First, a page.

USA v. Maura Lopes


Opinion issued by court as to Appellant Maura Barbosa Lopes in 16-10181, 16-10841. Decision: Affirmed. Opinion type: Non-Published. Opinion method: Per Curiam. The opinion is also available through the Court's Opinions page at this link [16-10181, 16-10841]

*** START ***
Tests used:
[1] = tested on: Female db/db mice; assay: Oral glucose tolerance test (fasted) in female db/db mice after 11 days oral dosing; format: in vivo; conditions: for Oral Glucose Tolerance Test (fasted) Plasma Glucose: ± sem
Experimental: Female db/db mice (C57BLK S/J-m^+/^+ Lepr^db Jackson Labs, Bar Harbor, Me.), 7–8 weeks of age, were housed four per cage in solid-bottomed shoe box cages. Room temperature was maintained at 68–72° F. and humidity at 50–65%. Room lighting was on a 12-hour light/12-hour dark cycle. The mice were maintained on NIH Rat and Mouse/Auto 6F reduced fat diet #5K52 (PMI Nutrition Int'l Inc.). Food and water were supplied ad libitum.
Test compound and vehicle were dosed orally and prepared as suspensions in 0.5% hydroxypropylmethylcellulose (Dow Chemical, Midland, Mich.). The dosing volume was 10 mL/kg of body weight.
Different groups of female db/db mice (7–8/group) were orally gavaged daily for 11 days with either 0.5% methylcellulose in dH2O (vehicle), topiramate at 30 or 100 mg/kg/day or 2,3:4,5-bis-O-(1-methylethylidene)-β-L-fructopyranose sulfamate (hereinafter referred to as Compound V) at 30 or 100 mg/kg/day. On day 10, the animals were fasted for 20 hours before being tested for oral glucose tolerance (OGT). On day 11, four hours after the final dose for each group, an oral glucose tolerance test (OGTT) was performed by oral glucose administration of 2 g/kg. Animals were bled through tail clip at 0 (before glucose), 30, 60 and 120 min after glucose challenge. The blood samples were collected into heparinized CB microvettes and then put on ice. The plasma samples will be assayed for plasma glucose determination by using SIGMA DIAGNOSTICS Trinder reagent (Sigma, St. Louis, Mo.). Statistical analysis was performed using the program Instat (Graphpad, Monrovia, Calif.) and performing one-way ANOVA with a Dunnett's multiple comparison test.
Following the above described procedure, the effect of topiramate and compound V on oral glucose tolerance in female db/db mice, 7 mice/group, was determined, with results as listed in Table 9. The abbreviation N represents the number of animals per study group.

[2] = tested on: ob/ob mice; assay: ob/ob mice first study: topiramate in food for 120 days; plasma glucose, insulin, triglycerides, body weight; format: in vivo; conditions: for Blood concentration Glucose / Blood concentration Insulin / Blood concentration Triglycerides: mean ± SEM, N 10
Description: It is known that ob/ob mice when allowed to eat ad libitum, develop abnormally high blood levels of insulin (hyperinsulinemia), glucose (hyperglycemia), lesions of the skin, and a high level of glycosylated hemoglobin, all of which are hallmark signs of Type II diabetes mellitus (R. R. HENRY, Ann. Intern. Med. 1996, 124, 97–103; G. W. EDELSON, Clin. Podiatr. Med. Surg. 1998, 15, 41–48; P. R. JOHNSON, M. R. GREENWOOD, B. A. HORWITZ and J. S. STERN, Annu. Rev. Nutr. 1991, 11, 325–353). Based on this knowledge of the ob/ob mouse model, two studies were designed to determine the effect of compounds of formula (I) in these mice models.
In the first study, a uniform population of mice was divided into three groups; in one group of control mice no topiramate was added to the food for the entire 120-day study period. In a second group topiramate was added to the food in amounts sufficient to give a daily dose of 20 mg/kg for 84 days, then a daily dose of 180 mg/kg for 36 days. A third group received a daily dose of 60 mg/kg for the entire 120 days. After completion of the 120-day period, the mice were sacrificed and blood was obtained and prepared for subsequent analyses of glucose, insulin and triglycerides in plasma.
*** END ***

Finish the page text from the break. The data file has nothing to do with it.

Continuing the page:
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Case: 16-10181 Date Filed: 08/23/2017 Page: 1 of 6 [DO NOT PUBLISH] IN THE UNITED STATES COURT OF APPEALS FOR THE ELEVENTH CIRCUIT ________________________ Nos. 16-10181 & 16-10841 Non-Argument Calendar ________________________ D.C. Docket No. 1:15-cr-20096-RNS-2 UNITED STATES OF AMERICA, Plaintiff-Appellee, versus MAURA BARBOSA LOPES, Defendant-Appellant. ________________________ Appeals from the United States District Court for the Southern District of Florida ________________________ (August 23, 2017) Before WILLIAM PRYOR, MARTIN and ANDERSON, Circuit Judges. PER CURIAM: Case: 16-10181 Date Filed: 08/23/2017 Page: 2 of 6 Maura Barbosa Lopes appeals her sentence of 135 months of imprisonment, following her pleas of guilty to one count of conspiring to commit bank fraud, 18 U.S.C. § 1349, and eight counts of bank fraud, id. § 1344. Lopez challenges the enhancements of her sentence for abuse of trust and for the amount of loss; the substantive reasonableness of her sentence; and the amount of restitution. We affirm. The district court did not clearly err by increasing Lopes’s base offense level for abuse of trust. A defendant who commits fraud is subject to a two-level enhancement for abuse of trust if “the victim placed a special trust in the defendant beyond ordinary reliance on [her] integrity and honesty,” United States v. Williams, 527 F.3d 1235, 1250–51 (11th Cir. 2008), that she then exploited to perpetrate or conceal her fraud, United States v. Hall, 349 F.3d 1320, 1324–25 (11th Cir. 2003). The defrauded banks trusted Lopes, as the manager of a closing company, Title Closing Partners of Brickell, LLC, to provide reliable information about borrowers and to ensure that the funds loaned for real estate transactions were dispersed to purchase property and to satisfy closing expenses. See United States Sentencing Guidelines Manual § 3B1.3 cmt. n.1 (“a position of . . . trust [is often] characterized by . . . substantial discretionary judgment that is ordinarily given considerable deference”); see also Chang v. JPMorgan Chase Bank, N.A., 845 F.3d 1087, 1095 (11th Cir. 2017) (recognizing that a fiduciary relationship 2 Case: 16-10181 Date Filed: 08/23/2017 Page: 3 of 6 exists under Florida law between a company that holds funds in escrow and the supplier of those funds). Lopes abused her position of trust by submitting fraudulent closing documents, by falsely informing the banks that purchasers had supplied a down payment or earnest money, by prematurely disbursing loan funds to putative borrowers, and by misappropriating loan funds for herself and her coconspirators. The district court also did not clearly err in finding that Lopes was responsible for a loss between $9.5 and $25 million. Lopes does not dispute that she is responsible for outstanding principal loan amounts of $8,733,602. Lopes contests being held responsible for an additional $1,244,281.21, $776,932 of which the banks incurred in out-of-pocket costs and $467,349.27 of which the banks paid for broker’s fees. But the government submitted testimony and detailed records establishing that the banks incurred $776,932 in expenses to foreclose on and to dispose of the properties connected to the fraudulent loans. Additionally, Lopes accepted the proffer of the government that the original loan documents proved that the banks incurred a separate expense of $467,349.27 in broker’s fees. The district court correctly increased Lopes’s base offense level by 20 levels for causing a loss of more than $9.5 million and less than $25 million. See U.S.S.G. § 2B1.1(b)(1)(K). The district court did not abuse its discretion when it sentenced Lopes to the 3 Case: 16-10181 Date Filed: 08/23/2017 Page: 4 of 6 low end of her advisory guideline range. Lopes conspired to defraud banks by using entities she and her coconspirators owned or controlled to fraudulently obtain mortgage loans. As the manager of Title Closing, Lopes submitted false settlement statements to lenders, and she and her family profited from funds misappropriated from escrow accounts. Lopes also submitted a mortgage application falsely stating that specific property was her primary residence; that she was employed by a coconspirator’s company, Cellular & Wireless Wholesale Corporation; that she had a monthly gross income of $55,000; and that she had accounts at Wachovia Bank containing $117,553 and $355,123. Lopes altered her bank account statements to reflect the amounts listed on her fraudulent application, and she obtained prematurely $565,843 in loan funds to purchase a cashier’s check to create the illusion of paying that amount when closing on the mortgage. The district court granted Lopes’s motion to reduce the enhancement for her aggravating role from four to three levels, see U.S.S.G. § 3B1.1(a), (b), which resulted in a revised sentencing range of 135 to 168 months of imprisonment. The district court considered imposing a sentence at the high end of Lopes’s sentencing range because of her substantial role in the conspiracy and the significant harm it caused to the lending institutions and homeowners whose properties were devalued as a result. Even so, the district court reasonably determined that a sentence of 135 months would punish Lopes’s wrongdoing yet account for her alleged 4 Case: 16-10181 Date Filed: 08/23/2017 Page: 5 of 6 susceptibility to being manipulated by her husband, coconspirator Raul Quintana. See 18 U.S.C. § 3553. Lopes’s sentence is reasonable. Lopes argues about a disparity between her sentence and that imposed on Quintana, but they are not similarly situated. See United States v. Spoerke, 568 F.3d 1236, 1252 (11th Cir. 2009). The district court varied downward from Quintana’s sentencing range based on his “mitigating” personal characteristics. Unlike Lopes, Quintana served as a Navy Seal and, as the district court stated, he “made significant efforts to try and sustain the mortgages and didn’t just walk away when the market collapsed.” The district court did not clearly err by finding that Lopes was jointly responsible for $8,437,863 in restitution. The government submitted statements from Chase Bank that showed a net principal loss and additional expenses totaling $282,782 for two fraudulent loans. The government also submitted a statement of loans originated by Washington Mutual, which the Federal Deposit Insurance Corporation assumed, that detailed for each loan the net principal loss, amortized interest, and additional expenses that totaled $8,155,081. Using these documents, the government established, by a preponderance of the evidence, the losses incurred by the financial institutions. See 18 U.S.C. §§ 3663A(c), 3664(e), (f). Lopes contends that the amount of restitution should not exceed $6,250,000, but she has abandoned the argument by failing to cite any parts of the record 5 Case: 16-10181 Date Filed: 08/23/2017 Page: 6 of 6 relevant to her argument or to provide any substantive discussion supporting her position. See Fed. R. App. P. 28(a)(8)(A). Lopes also cannot rely on the arguments that her attorney raised before the district court without explaining how the district court erred. See United States v. Moran, 778 F.3d 942, 985 (11th Cir. 2015). We AFFIRM Lopes’s sentence. 6